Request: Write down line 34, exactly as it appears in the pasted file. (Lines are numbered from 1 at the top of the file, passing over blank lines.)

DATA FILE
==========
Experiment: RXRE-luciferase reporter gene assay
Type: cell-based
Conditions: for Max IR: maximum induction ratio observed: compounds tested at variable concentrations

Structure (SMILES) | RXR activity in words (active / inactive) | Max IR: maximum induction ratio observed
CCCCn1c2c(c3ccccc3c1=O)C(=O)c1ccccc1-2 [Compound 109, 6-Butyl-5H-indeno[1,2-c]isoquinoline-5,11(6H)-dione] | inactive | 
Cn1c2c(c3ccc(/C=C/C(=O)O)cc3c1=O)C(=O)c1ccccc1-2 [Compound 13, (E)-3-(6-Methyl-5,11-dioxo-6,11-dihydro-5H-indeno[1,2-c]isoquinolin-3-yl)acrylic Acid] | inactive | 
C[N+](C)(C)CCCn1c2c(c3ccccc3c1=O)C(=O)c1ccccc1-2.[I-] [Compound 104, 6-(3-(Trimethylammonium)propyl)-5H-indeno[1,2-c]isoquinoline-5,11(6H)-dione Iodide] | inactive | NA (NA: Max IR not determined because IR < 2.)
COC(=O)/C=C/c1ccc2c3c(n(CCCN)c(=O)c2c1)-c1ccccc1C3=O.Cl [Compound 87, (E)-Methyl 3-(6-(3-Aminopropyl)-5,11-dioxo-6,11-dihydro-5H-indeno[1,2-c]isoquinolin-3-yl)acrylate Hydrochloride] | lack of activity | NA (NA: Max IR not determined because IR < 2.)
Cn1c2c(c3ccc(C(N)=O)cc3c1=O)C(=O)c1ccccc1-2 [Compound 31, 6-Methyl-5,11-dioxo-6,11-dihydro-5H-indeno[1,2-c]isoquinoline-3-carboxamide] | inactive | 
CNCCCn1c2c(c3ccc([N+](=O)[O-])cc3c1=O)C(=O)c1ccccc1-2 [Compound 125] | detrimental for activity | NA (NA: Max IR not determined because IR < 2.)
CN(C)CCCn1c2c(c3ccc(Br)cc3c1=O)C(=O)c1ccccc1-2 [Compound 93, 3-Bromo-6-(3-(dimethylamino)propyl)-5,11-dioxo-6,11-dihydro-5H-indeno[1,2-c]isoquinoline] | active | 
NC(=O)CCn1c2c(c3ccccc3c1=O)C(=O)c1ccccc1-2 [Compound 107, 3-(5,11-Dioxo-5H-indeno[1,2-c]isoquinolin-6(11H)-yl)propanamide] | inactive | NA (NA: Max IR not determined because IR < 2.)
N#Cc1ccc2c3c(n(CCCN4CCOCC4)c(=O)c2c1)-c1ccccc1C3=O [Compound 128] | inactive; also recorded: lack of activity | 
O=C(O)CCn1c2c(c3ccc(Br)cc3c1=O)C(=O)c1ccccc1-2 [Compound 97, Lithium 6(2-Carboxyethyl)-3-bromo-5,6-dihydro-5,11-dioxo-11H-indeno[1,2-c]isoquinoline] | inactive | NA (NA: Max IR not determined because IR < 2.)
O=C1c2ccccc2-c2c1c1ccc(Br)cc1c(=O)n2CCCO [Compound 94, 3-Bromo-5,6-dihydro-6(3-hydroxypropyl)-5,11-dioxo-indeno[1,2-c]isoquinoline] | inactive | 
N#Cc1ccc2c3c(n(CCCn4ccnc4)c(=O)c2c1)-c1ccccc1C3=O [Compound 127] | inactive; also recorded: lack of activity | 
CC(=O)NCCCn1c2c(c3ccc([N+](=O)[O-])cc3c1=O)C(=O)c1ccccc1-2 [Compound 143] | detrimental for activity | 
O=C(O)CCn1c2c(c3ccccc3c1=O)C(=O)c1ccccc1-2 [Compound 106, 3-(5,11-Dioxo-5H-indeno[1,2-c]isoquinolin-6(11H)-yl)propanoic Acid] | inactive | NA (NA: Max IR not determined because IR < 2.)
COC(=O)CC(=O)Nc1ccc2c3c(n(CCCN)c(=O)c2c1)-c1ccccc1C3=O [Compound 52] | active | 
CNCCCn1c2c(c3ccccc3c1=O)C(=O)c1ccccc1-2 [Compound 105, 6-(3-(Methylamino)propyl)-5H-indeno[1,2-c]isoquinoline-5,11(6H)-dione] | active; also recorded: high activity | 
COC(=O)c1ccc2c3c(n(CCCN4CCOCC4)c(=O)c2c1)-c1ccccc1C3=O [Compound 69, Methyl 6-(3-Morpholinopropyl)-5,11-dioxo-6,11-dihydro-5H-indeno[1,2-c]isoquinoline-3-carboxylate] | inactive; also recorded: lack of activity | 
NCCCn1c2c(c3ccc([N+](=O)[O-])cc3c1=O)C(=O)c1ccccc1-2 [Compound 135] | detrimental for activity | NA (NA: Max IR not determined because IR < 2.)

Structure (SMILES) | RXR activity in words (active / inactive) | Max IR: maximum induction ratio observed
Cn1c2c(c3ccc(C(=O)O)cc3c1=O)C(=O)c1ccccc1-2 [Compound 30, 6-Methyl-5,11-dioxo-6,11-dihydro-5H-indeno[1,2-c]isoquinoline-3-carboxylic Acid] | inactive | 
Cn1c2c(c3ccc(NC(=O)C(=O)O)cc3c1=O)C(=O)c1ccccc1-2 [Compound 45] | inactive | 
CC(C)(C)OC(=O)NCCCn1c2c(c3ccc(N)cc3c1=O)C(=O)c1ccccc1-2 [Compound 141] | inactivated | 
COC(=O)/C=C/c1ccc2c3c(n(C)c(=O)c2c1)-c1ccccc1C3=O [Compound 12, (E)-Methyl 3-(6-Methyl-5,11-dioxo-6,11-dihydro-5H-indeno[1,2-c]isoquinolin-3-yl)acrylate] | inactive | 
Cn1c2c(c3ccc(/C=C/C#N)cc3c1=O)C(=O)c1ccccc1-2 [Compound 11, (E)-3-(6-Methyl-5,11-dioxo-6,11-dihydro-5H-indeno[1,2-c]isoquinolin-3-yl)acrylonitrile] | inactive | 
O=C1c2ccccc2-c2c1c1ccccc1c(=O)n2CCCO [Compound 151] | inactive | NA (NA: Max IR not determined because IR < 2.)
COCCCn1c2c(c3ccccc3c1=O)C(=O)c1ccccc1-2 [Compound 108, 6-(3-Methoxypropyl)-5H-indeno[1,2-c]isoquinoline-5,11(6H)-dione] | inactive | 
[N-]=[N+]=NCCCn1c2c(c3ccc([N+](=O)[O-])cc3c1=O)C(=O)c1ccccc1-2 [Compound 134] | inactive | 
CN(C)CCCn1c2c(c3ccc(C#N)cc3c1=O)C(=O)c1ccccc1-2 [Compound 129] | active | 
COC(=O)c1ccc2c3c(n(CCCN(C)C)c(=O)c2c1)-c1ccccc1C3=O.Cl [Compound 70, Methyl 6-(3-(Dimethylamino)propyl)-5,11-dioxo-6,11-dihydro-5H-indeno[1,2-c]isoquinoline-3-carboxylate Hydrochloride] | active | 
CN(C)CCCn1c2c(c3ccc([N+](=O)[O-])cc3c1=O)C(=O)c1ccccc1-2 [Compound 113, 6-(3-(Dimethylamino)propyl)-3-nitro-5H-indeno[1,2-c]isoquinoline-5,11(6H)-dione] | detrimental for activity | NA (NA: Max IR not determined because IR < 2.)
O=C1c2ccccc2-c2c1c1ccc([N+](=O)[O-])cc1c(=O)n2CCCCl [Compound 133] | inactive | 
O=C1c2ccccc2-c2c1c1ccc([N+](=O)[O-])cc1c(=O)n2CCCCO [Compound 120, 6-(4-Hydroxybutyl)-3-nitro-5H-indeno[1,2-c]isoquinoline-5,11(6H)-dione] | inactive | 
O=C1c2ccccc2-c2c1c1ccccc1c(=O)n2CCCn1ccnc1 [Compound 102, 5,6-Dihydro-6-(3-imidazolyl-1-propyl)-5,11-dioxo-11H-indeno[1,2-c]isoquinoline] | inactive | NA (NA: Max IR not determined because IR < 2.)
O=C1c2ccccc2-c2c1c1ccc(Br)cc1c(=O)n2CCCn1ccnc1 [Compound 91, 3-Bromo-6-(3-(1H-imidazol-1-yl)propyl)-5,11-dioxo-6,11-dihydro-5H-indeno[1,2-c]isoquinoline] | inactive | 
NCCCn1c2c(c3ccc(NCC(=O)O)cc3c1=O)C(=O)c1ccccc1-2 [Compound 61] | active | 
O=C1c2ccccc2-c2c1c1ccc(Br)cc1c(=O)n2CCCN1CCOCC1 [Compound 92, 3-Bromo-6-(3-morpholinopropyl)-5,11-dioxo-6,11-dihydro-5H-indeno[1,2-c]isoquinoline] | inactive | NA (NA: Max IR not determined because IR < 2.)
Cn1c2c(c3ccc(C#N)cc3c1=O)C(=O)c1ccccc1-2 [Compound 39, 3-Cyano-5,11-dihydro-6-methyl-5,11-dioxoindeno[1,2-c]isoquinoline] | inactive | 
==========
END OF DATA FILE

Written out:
CN(C)CCCn1c2c(c3ccc([N+](=O)[O-])cc3c1=O)C(=O)c1ccccc1-2 [Compound 113, 6-(3-(Dimethylamino)propyl)-3-nitro-5H-indeno[1,2-c]isoquinoline-5,11(6H)-dione] | detrimental for activity | NA (NA: Max IR not determined because IR < 2.)